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If you are unable to visit our gallery and would like to purchase photographs from this preview or others in the gallery, please contact the gallery and call 585-271-2540.


Peter Marr's and Partners'Picks of the Show

Rochester at Large

 Peter Marr and Gallery Partners have chosen their "Picks of the Show"

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All images copyright by the individual photographers

Peter Marr's Picks of the Exhibit
Bausch & Lomb by Tom Kredo

Bausch & Lomb
By Tom Kredo

This fascinating and memorable image has been creatively seen and captured by the artist, resulting in a strong visual statement of architectural forms and designs. The ground floor Atrium is largely constructed of metal and glass which culminates in a cupola with a small spire. It is this top structure which Tom has photographed against part of the imposing edifice of the main Bausch and Lomb building. The latter has formal geometric horizontal and vertical designs in sharp contrast to the cupola, which displays the powerful compositional effects of diagonal lines and patterns. The strong ambient illumination, probably from early evening light, reveals the shaded background bathed in warm brown and beige tones with the windows taking on bluish hues, and interestingly, there are delicate shadow patterns which helps break up the symmetry of the building’s fašade. The cupola itself is composed of metal elements that support the glass windows. At the base, the windows are rectangular and angled to let more light into the interior, followed by a smaller vertical section, and eventually an angled window section that is capped by a small white spire. The windows on the shaded side of the cupola reveal glimpses of complex design features of the inside of the Atrium, together with abstract reflections of external buildings in the upper windows. Once again, the warm hues in the reflections provide visual continuity with the bluish windows and background colors, although the color palette is somewhat restricted. The overall effect of the top of the Atrium photographed framed against the side of the main building is both powerful and enlightening, made all the more striking by the contrast between the rhythmic interplays of architectural styles.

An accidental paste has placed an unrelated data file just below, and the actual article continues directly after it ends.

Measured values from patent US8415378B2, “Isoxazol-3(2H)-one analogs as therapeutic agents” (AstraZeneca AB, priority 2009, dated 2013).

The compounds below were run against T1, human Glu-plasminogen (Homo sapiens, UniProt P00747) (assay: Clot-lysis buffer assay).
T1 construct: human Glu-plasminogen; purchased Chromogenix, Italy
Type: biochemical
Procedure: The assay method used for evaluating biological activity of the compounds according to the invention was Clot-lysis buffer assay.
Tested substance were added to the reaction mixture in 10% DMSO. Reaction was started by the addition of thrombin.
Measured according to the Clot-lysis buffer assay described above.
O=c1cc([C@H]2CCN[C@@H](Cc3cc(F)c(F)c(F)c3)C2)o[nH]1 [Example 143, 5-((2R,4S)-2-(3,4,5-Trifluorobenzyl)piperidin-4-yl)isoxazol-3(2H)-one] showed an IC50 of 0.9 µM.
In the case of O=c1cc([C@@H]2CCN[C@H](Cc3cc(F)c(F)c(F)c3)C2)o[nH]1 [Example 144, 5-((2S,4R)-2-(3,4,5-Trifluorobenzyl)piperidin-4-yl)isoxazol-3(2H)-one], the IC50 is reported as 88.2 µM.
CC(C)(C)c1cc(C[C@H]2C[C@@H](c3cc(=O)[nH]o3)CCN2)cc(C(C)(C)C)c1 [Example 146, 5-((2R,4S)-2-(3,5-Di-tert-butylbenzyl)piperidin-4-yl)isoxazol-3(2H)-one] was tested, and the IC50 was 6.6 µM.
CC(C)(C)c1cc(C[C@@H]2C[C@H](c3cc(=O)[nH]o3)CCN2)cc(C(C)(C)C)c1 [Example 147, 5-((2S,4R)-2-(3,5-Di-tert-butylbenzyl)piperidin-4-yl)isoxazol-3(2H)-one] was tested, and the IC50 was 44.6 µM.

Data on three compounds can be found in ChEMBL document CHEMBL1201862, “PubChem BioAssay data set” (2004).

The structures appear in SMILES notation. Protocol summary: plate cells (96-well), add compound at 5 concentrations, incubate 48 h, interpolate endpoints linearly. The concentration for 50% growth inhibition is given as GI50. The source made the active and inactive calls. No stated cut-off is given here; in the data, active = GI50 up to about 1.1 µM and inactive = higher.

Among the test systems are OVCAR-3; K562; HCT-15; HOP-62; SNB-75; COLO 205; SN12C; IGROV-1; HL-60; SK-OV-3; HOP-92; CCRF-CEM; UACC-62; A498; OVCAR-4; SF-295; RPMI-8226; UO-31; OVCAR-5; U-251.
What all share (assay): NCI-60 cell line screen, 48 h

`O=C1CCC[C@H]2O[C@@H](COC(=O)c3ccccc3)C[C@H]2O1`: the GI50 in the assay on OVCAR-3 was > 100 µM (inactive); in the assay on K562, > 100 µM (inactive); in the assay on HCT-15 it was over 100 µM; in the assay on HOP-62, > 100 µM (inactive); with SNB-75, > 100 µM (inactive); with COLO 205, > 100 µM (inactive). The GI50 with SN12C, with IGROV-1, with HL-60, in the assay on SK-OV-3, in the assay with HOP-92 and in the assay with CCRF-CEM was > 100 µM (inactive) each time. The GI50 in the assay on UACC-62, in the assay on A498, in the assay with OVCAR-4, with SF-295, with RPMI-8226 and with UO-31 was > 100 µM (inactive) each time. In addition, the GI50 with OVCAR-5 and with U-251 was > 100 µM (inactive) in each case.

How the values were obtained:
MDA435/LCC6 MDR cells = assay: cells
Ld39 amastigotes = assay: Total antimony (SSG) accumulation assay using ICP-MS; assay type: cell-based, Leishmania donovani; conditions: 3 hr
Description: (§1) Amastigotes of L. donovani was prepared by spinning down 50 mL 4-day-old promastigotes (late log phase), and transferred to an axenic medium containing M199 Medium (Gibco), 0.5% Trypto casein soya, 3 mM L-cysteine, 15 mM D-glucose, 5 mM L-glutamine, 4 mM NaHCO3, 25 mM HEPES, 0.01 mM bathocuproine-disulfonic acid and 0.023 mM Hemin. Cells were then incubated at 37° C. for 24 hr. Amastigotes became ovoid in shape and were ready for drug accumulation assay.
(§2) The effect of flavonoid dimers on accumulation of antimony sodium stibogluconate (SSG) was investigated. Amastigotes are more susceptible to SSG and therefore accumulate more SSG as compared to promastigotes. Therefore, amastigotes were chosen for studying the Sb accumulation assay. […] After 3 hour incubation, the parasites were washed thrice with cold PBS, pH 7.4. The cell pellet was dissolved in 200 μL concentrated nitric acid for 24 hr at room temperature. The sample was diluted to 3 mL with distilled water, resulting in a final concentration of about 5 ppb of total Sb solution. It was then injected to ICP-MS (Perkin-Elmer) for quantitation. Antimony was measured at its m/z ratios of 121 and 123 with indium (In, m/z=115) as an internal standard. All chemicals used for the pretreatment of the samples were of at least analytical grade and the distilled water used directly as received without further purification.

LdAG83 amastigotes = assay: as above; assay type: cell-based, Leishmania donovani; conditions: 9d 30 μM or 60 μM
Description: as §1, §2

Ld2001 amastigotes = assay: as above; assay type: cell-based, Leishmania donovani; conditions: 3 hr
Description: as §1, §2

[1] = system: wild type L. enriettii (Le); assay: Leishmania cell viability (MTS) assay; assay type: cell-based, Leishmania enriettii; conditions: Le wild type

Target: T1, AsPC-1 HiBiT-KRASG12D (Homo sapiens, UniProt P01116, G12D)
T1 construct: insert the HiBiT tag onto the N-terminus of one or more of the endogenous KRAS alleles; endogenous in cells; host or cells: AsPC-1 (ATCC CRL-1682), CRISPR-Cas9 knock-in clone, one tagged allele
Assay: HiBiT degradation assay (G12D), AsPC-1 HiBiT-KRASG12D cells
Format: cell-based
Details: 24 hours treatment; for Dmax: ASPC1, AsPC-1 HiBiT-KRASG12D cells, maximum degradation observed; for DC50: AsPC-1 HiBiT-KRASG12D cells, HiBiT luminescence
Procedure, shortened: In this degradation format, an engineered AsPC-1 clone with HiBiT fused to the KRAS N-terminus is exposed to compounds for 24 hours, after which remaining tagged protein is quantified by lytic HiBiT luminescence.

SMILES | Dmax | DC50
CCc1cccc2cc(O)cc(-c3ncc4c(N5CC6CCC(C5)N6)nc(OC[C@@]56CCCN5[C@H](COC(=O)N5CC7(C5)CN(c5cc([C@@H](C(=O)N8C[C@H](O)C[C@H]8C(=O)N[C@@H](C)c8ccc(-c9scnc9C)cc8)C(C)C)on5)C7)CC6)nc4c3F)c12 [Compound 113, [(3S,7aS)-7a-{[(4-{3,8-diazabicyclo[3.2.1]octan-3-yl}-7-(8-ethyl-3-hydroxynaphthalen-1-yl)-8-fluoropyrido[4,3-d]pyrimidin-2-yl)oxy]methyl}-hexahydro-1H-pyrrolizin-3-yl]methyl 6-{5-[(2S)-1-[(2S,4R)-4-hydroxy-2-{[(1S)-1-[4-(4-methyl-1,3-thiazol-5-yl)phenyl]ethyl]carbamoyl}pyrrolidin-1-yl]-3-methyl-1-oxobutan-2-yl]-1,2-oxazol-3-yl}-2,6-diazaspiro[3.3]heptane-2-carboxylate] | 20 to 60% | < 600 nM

Peter Marr


Tuned Tone by Sheridan Vincent

Tuned Tone

By Sheridan Vincent

Sheridan’s superb exhibition beautifully illustrates his love of the subject matter, and his intense desire to communicate at a non-verbal level to express the joy of life. Although everyone will see the images differently, I hope that viewers will relax their minds of all things around them and enjoy all of the prints that Sheridan has on display, prints that personify his undeniable creativity and passion for photography. There have been many outstanding pictures of downtown Rochester that incorporate the Frederick Douglas-Susan B. Anthony Memorial Bridge, several of them by Sheridan himself, but they are almost all in color. None of them can surpass the author’s “Black and White” rendition, entitled Tuned Tone, it seems so right that as a master observer and interpreter, Sheridan has “steel-toned” the image to match and emphasize every feature of this Bridge’s incomparable structure. The elegant steel tri-span arches gracefully and effortlessly traverse the Genesee river, proudly revealing some of the prominent Rochester buildings that are highlighted against the dark clouds and night sky. The absence of color strongly enhances the sense of light and shadow detail, added to which the artist has amazingly added subtle colors to some areas as evidenced in the sidewalk and some background sections. The crowning touch was the substitution of orange hues to the floats that are stretched in a line across the river. The latter are a warning to boats that there are unsafe obstacles ahead, namely a weir, and the addition of the orange color to the buoys enhances the warning, and provides an inspiring foreground feature to this uplifting panorama. The observer can scan upstream of the Genesee River and at the line of orange floats, look up and take in and enjoy every detail of this majestic image. The “steel toning” enhances every feature of the bridge, and if that were not enough, there is an important added dimension, in that the print is face mounted in acrylic media, and resplendently custom-framed by Jason Campbell, in a steel-like design that complements Sheridan’s masterpiece to perfection.